HERE’S THE KEY: When Betty and Bill do A. they get happier.  When they do B. they take a step toward divorce.

Let’s look at 1.  Traditional Male/Female Views:  Bill is at 96%.  Betty is at 10%.

A. When Bill sees that Betty is so low in being a traditional female, he realizes that she simply cannot stay home any more.  That is simply not going to work. They start figuring out how to help her go back to work.

B. Bill simply does not accept that Betty needs to go back to work.  His mother didn’t work, and she doesn’t need to work either.  They have plenty of money, he loves taking care of her, and this is just not a decision that she is allowed to make.  Betty feels trapped and is angry.

2. Achievement: Bill is at 95%.  Betty is at 90%.

A. They decide not to let their need to achieve hurt their relationship – they make time for each other. They do not work late unless there is a must-handle-now emergency.  And on the weekends they always have Date Night.

B. He feels like her part-time work is more important to her than he is.  She begins to realize that she can either stay in this marriage and feel trapped and be angry or do such a good job at her part-time work that she will get the fulltime job that Don tells her is coming available.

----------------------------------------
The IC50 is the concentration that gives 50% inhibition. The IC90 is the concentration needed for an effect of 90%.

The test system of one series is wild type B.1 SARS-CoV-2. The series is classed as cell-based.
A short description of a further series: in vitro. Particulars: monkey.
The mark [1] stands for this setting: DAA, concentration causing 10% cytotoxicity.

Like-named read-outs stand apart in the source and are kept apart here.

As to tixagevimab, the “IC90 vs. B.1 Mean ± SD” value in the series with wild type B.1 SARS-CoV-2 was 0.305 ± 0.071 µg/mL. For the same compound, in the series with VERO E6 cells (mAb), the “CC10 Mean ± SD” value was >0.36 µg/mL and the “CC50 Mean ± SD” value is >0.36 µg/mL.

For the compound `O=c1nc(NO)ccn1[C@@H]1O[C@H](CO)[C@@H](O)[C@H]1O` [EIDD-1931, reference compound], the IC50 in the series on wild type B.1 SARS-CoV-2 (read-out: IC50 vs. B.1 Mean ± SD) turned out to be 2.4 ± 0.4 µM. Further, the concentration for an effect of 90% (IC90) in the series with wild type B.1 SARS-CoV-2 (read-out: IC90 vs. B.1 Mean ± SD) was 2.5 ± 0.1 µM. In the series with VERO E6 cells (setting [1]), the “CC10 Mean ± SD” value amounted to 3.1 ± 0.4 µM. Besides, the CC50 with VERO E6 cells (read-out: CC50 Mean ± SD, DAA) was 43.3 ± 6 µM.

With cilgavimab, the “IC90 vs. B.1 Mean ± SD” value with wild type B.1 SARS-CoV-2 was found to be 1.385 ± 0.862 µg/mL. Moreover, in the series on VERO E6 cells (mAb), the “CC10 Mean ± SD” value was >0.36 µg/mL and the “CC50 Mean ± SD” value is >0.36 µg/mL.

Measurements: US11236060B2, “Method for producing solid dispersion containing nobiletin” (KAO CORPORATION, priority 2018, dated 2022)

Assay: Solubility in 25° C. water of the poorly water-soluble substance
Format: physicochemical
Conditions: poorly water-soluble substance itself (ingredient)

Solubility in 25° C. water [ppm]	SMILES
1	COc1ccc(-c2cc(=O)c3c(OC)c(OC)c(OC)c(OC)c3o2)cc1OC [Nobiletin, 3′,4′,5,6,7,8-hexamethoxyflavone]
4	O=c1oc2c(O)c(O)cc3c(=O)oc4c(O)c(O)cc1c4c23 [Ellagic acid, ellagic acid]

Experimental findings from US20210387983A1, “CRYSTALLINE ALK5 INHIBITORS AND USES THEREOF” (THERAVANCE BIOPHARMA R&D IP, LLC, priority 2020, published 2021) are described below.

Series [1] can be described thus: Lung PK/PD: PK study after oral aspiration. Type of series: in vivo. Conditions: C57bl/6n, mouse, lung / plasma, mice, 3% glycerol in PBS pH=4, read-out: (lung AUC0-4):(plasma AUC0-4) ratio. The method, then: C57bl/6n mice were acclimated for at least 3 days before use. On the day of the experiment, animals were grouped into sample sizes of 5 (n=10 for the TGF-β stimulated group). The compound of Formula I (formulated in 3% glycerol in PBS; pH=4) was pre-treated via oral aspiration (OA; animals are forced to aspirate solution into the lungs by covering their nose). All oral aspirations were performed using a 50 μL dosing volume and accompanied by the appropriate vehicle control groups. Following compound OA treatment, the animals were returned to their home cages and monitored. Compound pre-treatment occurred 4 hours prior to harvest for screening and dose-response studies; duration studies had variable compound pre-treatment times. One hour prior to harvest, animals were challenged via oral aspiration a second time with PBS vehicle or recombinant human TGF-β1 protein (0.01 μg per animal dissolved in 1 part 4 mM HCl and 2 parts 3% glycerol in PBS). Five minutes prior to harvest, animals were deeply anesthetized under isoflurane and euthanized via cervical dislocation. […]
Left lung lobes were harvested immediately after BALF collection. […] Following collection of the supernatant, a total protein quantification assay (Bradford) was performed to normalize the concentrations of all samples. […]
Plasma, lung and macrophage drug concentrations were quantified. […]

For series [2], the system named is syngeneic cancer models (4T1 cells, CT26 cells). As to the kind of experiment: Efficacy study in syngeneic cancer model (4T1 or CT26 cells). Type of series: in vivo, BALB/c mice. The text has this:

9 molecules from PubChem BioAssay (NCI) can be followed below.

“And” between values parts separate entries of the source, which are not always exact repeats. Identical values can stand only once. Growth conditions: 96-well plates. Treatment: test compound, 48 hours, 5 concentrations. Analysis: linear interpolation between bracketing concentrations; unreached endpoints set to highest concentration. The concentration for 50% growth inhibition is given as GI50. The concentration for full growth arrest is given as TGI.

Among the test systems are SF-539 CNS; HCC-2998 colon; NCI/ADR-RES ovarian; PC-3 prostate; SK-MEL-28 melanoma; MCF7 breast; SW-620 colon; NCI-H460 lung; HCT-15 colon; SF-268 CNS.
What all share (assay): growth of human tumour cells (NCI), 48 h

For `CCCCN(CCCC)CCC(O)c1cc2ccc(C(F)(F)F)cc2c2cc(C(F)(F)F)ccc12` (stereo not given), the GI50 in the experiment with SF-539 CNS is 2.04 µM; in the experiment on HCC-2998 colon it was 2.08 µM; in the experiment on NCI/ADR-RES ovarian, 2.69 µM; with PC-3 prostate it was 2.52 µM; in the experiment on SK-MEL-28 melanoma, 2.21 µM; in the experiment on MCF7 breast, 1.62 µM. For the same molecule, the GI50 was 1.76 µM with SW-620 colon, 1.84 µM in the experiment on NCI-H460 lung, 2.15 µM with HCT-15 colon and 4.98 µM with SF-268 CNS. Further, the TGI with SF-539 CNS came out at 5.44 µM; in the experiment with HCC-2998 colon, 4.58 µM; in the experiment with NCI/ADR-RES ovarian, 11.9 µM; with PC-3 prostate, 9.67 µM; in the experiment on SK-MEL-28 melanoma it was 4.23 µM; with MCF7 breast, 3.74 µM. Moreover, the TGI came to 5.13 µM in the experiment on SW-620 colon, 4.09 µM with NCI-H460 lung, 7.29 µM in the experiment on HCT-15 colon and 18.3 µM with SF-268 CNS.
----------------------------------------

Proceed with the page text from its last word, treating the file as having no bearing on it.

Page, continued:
3.  Dominance: Bill is at 95%.  Betty is at 30%.

A. Betty likes to have a career, but she doesn’t need to make the decisions. Bill makes good decisions.  He has learned to listen to what she wants.  They create options together.  She typically says, “I could do option 1., 2. or 3.  You decide.”  And he does.

B. Bill doesn’t like what Betty is telling him that she wants.  So, he discounts her input and makes decisions that he likes without making allowances for what Betty wants. Sometimes he doesn’t even ask her what she wants.  He decides what is best for everyone and just does it.

4.  Autonomy means each can handle any complete project without asking anyone.  How do they handle this?  Bill is at 88%.  Betty is at 80%.

A. When there’s a project to do, whoever feels stronger about it gets to do it.  The other one has to live with the results.  If each one feels strongly they flip a coin or split it.

B. Whoever feels stronger about the project still gets to do it, and the other one lives with the results. However, now when they both want to do the project, they have a big fight.  Usually the project just doesn’t get done.  And both get angrier and angrier.

5.  Economic Value: Bill is at 50%.  Betty is at 98%